9. McAlister FA, Clark HD, van Walraven C, Straus SE, Lawson FM, Mosher D, Mulrow CD (1999) The medical review article revisited: has the science im-proved? Ann Intern Med 131:947–951
10. Cordoliani F, Saiag P, Guillaume JC, Roujeau JC, Wechsler J, Clerici T, Touraine R (1987) Necroses cutanees etendues induites par la fraxiparine (in French). Ann Dermatol Venereol 114:1366–1368
11. Montserrat I, Lopez D, Zuazu-Jausoro I, Mateo J, Ribera L, Souto JC, Falcon L, Fontcuberta J (1990) Low molecular weight heparin induced skin necrosis. Blood Coagul Fibrinolysis 1:751–752 12. Ojeda E, Perez MC, Mataix R, Arbalo
A, Jimenez S, Campo C, Bal-Da I (1992) Skin necrosis with a low mo-lecular weight heparin. Br J Haematol 82:620
13. Balestra B, Quadri P, Dermarmels-Biasiutti F, Furlan M, Lämmle B (1994) Low molecular weight heparin-induced thrombocytopenia and skin necrosis distant from injection sites. Eur J Haematol 53:61–63
14. Koch P, Wagner S, Baum HP (1994) Necroses cutanees a l’heparine et def-icit en protein C? Ann Dermatol Venereol 121[Suppl 1]:122
15. Real E, Grau E, Rubio M, Torrecilla T (1995) Skin necrosis after subcutaneous low molecular weight heparin injection. Am J Hematol 49:253–254
16. Fried M, Kahanovich S, Dagan R (1996) Enoxaparin-induced skin ne-crosis. Ann Intern Med 125:521–522 17. Lefebre I, Delaporte E, Dejobert Y,
Catteau B, Piette F, Bergoend H (1997) Enoxaparin-induced cutaneous necrosis localized on insulin lipodystrophies (in French). Ann Dermatol Venereol 124:397–400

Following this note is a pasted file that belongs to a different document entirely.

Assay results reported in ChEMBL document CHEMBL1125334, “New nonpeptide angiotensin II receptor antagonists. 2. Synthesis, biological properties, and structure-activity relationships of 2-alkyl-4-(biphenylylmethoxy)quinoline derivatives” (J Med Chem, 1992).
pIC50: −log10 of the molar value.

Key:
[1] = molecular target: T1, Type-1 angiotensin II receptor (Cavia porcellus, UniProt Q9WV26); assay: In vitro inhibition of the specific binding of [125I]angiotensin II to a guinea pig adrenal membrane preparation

18. Gibson GE, Gibson LE, Drage LA, Garret CR, Gertz MA (1997) Skin necrosis secondary to low molecular weight heparin in a patient with anti-phospholipid antibody syndrome. J Am Acad Dermatol 37:855–859
19. Tietge UJF, Schmidt HH, Jäckel C, Trautwein C, Manns MP (1998) LMWH-induced skin necrosis occur-ring distant from injection sites and without thrombopenia. J Intern Med 243:313–315
20. Tonn ME, Schaiff RA, Kollef MH (1997) Enoxaparin-associated dermal necrosis: a consequence of cross-reac-tivity with heparin-mediated antibodies. Ann Pharmacother 31:323–326 21. Plath J, Schulze R, Barz D, Krammer
B, Steiner M, Anders O, Mach J (1997) Necrotizing skin lesions induced by low molecular weight heparin after total knee arthroplasty. Arch Orthop Trauma Surg 116:443–445
22. Fureder W, Kyrle PA, Gisslinger H, Lechner K (1998) LMWH-induced skin necrosis. Ann Haematol 77:127– 130